High tech planning

Posted by Justin Franz
on Wednesday, February 28, 2018

The Northern Lights near West Glacier, Montana. Photo by Justin Franz.
I have dedicated a fair amount of space on this blog to the art of planning in railroad photography. As I noted nearly a year ago, while some enjoy flying by the seat of their pants, I’ve always subscribed to the idea that while film (or pixels) are cheap, your time isn’t. Whenever I’m about to embark on a railfan adventure to a new area, I spend a fair amount of time doing research, either on Google Maps or perhaps my favorite, RailfanAtlas.com.

However, I recently started using another tool: PhotoPills, a personal photo assistant for your smartphone that promises “legendary photos.” I downloaded the app last summer to aid my astrophotography (a genre of photography in which I’m still very much a novice) but recently started using it more for rail photography. The most obvious and useful tool is sun and moon planner, which is essentially a souped up version of SunCalc. Just last week, I used the app while train chasing to determine well in advance of arriving at a specific location if the light would be right for the shot I wanted. The app can also tell you where the Milky Way will rise with its augmented reality feature. Another tool that I’ve found especially useful as I’ve been preparing for an upcoming trip is the planner that allows you to tag and save locations of interest.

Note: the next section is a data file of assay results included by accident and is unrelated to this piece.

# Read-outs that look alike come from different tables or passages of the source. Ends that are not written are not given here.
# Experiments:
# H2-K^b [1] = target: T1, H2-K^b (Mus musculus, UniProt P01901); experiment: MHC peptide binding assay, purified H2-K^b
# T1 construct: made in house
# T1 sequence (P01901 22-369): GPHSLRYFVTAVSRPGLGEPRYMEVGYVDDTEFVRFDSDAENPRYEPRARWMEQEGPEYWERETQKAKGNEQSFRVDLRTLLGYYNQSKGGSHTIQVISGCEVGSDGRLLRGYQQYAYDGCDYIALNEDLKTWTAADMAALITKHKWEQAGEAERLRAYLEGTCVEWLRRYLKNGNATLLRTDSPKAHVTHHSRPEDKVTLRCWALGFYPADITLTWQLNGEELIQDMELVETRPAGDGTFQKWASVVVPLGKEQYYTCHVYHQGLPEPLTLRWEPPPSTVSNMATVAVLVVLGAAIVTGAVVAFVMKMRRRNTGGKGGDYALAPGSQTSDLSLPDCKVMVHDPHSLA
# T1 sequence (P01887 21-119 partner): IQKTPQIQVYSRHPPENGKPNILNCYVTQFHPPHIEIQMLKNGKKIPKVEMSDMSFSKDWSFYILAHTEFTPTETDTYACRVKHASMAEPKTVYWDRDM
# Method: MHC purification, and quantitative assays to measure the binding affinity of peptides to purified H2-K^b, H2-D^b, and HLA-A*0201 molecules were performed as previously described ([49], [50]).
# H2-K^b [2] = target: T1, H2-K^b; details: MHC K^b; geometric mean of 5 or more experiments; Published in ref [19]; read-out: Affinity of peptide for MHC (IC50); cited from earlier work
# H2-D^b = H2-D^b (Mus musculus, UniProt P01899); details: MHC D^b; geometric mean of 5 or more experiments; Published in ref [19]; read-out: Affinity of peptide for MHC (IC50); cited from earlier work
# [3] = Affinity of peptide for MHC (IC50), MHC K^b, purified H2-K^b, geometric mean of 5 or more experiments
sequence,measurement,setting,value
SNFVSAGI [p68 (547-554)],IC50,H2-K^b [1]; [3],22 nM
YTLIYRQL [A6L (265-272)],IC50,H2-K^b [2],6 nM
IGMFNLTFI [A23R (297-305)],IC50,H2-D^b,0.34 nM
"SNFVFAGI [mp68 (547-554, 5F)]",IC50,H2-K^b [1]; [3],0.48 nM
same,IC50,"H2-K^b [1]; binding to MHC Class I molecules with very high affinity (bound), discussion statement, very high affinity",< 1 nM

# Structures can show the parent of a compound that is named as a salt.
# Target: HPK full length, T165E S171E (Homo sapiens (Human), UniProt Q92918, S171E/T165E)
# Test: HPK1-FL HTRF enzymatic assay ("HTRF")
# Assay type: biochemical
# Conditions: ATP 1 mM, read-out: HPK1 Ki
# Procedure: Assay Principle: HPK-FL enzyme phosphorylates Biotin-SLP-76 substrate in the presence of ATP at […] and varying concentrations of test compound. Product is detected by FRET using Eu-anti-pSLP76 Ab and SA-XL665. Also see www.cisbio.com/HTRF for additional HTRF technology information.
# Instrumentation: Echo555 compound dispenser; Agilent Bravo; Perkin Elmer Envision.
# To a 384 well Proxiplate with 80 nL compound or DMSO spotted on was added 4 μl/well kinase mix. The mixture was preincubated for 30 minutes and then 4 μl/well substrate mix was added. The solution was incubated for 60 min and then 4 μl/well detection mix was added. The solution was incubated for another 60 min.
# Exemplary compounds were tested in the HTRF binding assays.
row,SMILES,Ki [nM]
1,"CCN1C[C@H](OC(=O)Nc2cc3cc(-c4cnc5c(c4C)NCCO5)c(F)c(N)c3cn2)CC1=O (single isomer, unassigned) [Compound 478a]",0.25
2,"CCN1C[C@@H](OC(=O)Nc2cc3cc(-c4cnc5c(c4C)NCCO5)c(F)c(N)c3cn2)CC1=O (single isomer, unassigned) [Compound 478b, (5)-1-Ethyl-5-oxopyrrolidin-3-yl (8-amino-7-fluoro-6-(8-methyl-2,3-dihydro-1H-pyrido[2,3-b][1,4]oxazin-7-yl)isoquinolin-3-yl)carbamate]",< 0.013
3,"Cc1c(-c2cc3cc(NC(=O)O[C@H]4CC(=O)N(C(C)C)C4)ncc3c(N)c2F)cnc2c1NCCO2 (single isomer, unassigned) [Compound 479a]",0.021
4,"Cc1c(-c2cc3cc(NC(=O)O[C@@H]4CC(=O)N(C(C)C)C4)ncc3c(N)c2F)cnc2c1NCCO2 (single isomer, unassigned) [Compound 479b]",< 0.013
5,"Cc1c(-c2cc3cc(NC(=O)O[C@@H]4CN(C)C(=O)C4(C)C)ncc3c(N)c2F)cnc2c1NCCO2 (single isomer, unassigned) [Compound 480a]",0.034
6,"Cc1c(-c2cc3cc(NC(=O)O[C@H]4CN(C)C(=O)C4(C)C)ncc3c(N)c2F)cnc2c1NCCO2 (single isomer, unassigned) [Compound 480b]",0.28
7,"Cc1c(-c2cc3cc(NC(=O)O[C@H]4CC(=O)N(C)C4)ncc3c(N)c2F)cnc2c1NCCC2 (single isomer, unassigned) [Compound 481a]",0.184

Those are just a few of the many tools the app has that I haven’t even explored, including an exposure calculator, depth-of-field table, star-trail simulator and even a time-lapse calculator.

Of course, detailed planning can never replace the most important ingredient to photography: a little bit of luck. Last summer, a good friend and I decided to venture to Glacier National Park to shoot the Milky Way. We arrived early to find our spot, set up our cameras and took some test exposures. As I looked at the back of my camera, I noticed a green light on the horizon. Perhaps it’s light pollution, I thought to myself as I adjusted my settings and took another shot. It turns out, that dancing green light was no light pollution, it was the Northern Lights. No photo app could have predicted that (although the aurora forecast app I have can, but it doesn’t do you any good when you don’t check it).

Have you turned to high tech gear when planning your railfan outings? Let us know in the comments below.

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